The Tea Party's Got Issues to Work Through - Boy, Do They

Tea Party

Not all people who identify themselves as Tea Partiers are ethnocentric wingnuts who get their information about the world spoon-fed to them by televised talking heads. But apologists for this movement are going to have a hard time explaining away the fact that a sizable minority qualify for that very description.

The latest CBS News/New York Times poll presents a picture of an aging cohort of pessimistic white folks, rattled by economic and cultural changes which have rocked their increasingly Twitter-fied, multicultural and multi-polar world (one led by a charismatic black guy who can swoosh 3 pointers with the best of them.) And their unhappiness with the verdict of the 2008 presidential election has led them down the rabbit hole.

More from the Poll:

Tea Party Supporters: Who They Are and What They Believe
Most Tea Partiers Believe Too Much Made of Problems Facing Blacks
Tea Partiers View Palin, Beck and Bush Favorably
Tea Party Activists Small but Passionate Group
"Birther" Myth Persists Among Tea Partiers, All Americans
Most Tea Party Supporters Say Their Taxes Are Fair

Read the Complete Poll on Who They Are (PDF)
Read the Complete Poll on What They Believe (PDF)

Judge the poll data for yourself but for me the clincher was the birther issue. An astounding thirty percent of the people who identified themselves as tea partiers still believe that President Obama was born in another country, while another 29% still don't know. Don't know? I'm not sure which is worse: being paranoid delusional or potentially paranoid delusional but too lazy to find out the facts.

Everything else flows from this bogus controversy. It so happens that I have it on good authority that the birthers were dropped off on Planet Earth from an asteroid penal colony near the farthest rung of Saturn. Prove it, you say? Au contraire; first they prove they're not from outer space and then perhaps I'll reassess my suspicion. Yes, that's how insane it is.

Some other gems:

  • 75% don't believe that the president shares the values of most Americans. Fascinating. I'd pay money to sit down with these folks to learn more about their belief system. They must think of Obama as something of a cross between Eldridge Cleaver and a Maoist Mao-Mao. As for the over-achieving, doting wife and those ridiculously cute kids? Obvious stage props to divert attention from the revolutionary hordes massing on the other side of the Rio Grande.
  • 88% say the economic stimulus has had no impact on the economy. Two possibilities here. Either they aren't paying attention or they the tea partiers are so ideologically blinkered that it really doesn't matter what the facts are. By any measure except one - jobs - the economy is demonstrably stronger than it was when George W. Bush left the White House. We can argue about economic theory but data remain immune from ideology and they are beyond contestation.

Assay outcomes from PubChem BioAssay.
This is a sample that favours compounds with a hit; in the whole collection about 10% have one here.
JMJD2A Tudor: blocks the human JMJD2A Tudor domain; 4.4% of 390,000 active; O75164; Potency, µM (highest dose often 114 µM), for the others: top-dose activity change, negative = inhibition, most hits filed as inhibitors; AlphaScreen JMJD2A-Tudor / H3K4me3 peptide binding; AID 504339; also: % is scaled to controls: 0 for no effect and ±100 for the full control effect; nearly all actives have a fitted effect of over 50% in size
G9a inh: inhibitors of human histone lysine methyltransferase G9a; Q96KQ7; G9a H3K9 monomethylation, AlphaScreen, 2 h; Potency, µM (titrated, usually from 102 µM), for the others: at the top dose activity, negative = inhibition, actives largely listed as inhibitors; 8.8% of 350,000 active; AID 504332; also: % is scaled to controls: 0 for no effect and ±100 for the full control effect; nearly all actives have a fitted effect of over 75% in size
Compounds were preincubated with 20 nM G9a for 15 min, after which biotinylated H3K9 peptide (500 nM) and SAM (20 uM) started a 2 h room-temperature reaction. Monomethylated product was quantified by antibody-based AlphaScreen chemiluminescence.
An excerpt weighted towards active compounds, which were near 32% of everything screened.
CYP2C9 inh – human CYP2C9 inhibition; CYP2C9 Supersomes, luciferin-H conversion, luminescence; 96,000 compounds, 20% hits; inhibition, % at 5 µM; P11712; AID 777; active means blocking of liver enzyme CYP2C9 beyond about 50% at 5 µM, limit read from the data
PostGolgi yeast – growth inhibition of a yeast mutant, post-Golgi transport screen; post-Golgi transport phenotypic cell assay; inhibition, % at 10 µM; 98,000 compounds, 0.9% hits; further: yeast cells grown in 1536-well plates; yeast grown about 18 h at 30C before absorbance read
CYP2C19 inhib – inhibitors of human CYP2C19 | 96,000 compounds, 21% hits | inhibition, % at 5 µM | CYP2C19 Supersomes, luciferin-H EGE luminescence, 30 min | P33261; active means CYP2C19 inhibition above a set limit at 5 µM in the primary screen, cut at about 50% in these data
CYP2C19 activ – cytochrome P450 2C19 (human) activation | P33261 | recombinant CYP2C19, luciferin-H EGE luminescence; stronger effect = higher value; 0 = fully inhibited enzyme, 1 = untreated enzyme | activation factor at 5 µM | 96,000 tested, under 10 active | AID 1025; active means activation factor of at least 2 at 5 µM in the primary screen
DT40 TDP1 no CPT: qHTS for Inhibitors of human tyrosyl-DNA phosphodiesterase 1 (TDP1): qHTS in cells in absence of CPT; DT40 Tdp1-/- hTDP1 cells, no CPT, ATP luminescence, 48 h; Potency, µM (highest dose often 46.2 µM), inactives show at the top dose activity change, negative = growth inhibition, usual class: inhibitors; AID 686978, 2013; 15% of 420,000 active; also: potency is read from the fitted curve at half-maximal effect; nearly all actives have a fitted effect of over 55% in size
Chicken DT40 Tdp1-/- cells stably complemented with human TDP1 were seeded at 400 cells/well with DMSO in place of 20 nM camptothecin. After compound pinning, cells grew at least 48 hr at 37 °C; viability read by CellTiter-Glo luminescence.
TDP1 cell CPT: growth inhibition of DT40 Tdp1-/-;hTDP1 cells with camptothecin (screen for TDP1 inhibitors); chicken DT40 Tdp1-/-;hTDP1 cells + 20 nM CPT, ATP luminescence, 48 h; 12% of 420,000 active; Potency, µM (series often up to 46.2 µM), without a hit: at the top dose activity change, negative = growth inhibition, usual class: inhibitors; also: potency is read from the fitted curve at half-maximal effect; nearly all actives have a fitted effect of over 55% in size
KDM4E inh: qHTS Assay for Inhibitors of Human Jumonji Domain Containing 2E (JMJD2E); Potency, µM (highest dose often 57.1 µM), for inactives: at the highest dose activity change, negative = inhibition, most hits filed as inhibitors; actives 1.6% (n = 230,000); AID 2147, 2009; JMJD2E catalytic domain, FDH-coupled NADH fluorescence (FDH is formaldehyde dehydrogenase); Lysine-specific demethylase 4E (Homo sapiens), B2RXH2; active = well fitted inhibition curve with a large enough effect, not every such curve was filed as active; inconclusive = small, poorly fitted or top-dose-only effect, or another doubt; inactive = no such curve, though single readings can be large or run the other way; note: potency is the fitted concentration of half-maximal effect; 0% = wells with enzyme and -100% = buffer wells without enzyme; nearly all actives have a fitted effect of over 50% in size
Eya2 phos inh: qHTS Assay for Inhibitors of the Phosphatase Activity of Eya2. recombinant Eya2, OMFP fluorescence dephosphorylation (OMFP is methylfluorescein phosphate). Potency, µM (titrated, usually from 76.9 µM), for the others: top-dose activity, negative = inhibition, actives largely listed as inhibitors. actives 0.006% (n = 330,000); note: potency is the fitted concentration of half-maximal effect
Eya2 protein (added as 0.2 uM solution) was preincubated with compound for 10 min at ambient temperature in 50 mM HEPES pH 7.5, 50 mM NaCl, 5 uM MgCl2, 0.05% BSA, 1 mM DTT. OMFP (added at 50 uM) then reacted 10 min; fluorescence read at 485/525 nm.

• 92% say that Obama is moving the country toward socialism. I'll wager two means of production and one Saul Alinsky union card that most of these folks never read Das Kapital and wouldn't know a Hegelian dialectic from the man in the moon. Obama, a bourgeois intellectual who has surrounded himself with mainstays of corporate capitalism, has a plan to take us to the socialist paradise? Yeah, and I suppose the New York Mets are a lock to win the World Series this year.
  • 54% identify as belonging to the GOP while 41% claim to be Independents. Just 5% are Democrats. This isn't surprising. Nor is it any shock to learn that 57% have a favorable view of George W. Bush. It apparently did not register that the Great Recession began under Dubya's watch (as did the haphazard Wall Street bailout.)
  • Asked what they liked least about Obama, 19% simply don't like him. Another 11% say he is turning the U.S. more toward socialism, and 10% mentioned health care reforms. (9% said he was dishonest.) I'm not sure how far to extrapolate but 89% of these folks are white and a majority feel that too much has been made of the problems facing blacks.

At least they're being honest.

  • Charles Cooper On Twitter»

    Charles Cooper is an executive editor at CNET News. He has covered technology and business for more than 25 years, working at, the Associated Press, Computer & Software News, Computer Shopper, PC Week, and ZDNet. E-mail Charlie.